Vegetables in August

As always, the weather in July has been favourable to some crops and not so liked by others. Lots of sun and high temperatures have meant that all of the summer fruiting and heat loving crops like tomatoes, peppers, cucumbers, squash and courgettes have done really well. The lack of rain has been more problematic for crops like celeriac, and we have had difficulties with carrot germination this year too. We have been irrigating more than we ever have done in the past, and needing to damp down polytunnel crops with our overhead irrigation to increase humidity and reduce the temperatures for some of the fruiting crops to reduce flower drop.
August brings the last chance to sow some of the autumn crops and the end of the month can be seen a little like a second Spring sometimes—with all of the July sowings being planted and establishing. We usually sow winter radish which come in a huge range of shapes and colours, as well as salad turnips (which are very underrated and are hardly anything like the winter turnips that people are more familiar with). Mustards and other salad leaves and herbs are sown through August to provide leaves through early autumn too.
It’s a busy month in terms of planting out various autumn crops such as chicory, chinese cabbage, lettuce, fennel and endive—all of which we grow a lot of through the autumn as the growth rate reduces, so we need to grow a lot more than we do through the summer to ensure that we have plenty to keep us going through the autumn. All of these crops are planted out or sown directly into beds that have already had one or two crops in this year. After the first crops come to the end we usually mow them down and then water the beds before covering with black plastic to help kill off the old crops and any weeds. This is usually done around 3 weeks before the beds are to be planted again, and then the plastic is taken off and the beds usually raked out and planted directly into.
August is a good month to establish green manures, and we experimented a lot last year with undersowing many of the August planted crops with linseed, buckwheat and black oats. We would normally hoe any newly planted crops about a week after planting, then about a week after the first hoeing we would sow the green manures over the crop—usually just broadcasting the seed by hand, but sometimes drilling the seed with a seed drill. We then hoe in the seed, which acts as a second hoeing of the crop but also ensures the seed is lightly mixed into the top layer of soil so that there is a better soil to seed contact and the seed germination rate is improved. The green manures then slowly establish whilst the crop grows, and by late autumn once the crops like lettuce, endive and fennel have been harvested the green manure then has more space to grow into and it covers the bed. This means that there are more living roots in the soil through the winter, and the green manures are more established than if you sow them in September so the soil is in better health going into Spring.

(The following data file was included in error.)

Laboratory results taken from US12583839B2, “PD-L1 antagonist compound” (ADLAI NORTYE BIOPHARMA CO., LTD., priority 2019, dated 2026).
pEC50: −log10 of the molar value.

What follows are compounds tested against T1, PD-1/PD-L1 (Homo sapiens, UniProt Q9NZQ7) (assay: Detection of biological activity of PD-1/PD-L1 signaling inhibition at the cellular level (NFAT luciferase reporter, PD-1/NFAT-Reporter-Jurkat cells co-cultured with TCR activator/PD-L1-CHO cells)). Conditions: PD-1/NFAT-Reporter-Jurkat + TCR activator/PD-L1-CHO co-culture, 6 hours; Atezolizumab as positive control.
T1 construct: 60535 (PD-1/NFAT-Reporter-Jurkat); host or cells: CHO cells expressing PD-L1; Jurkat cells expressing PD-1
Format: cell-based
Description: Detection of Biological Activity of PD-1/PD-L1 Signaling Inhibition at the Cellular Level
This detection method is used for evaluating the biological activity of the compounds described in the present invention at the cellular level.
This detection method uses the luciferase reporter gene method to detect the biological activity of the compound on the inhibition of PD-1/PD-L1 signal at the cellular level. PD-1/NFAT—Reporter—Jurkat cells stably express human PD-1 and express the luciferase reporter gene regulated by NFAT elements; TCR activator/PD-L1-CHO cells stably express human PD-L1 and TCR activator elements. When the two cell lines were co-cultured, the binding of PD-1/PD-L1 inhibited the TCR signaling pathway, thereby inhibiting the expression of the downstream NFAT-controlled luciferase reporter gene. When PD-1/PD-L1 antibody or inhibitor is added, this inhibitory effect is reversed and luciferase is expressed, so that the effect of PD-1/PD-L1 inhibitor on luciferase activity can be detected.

WHAT TO SOW THIS MONTH: endive, winter purslane, salad mustards (best sown direct) such as Golden Streaks, Purple Frills, rocket, land cress, chard, leaf radish, texsel greens, lettuce, fennel (early in the month), broad beans (for tips in salads) & peashoots, autumn radish and turnips, chinese cabbage and pak choi (early in the month), parsley (for overwintering in polytunnel/glasshouse), corn salad & spring onions & spring cabbage (all late in month for overwintering)


OUTSIDE: fennel, beetroot, lettuce, chard, kohl rabi, chicory, salad leaves: buckshorn plantain, salad burnet, chervil, endive, turnips and winter radish (sown direct), pak choi and chinese cabbage

INSIDE: summer purslane, goosefoot

Keeping on top of taking old crops out and planting with new crops is still important throughout August. There is still plenty of time to get late crops in the ground, and as we roll into September it can almost be like a second spring (with the benefit of already warm soil)
Generally it is a time to harvest—keeping on top of harvesting courgettes and beans will keep them going and mean that they don’t get too big or too stringy. Also continue with the weekly job of sideshooting tomatoes and removing lower leaves to get good airflow going through the crop.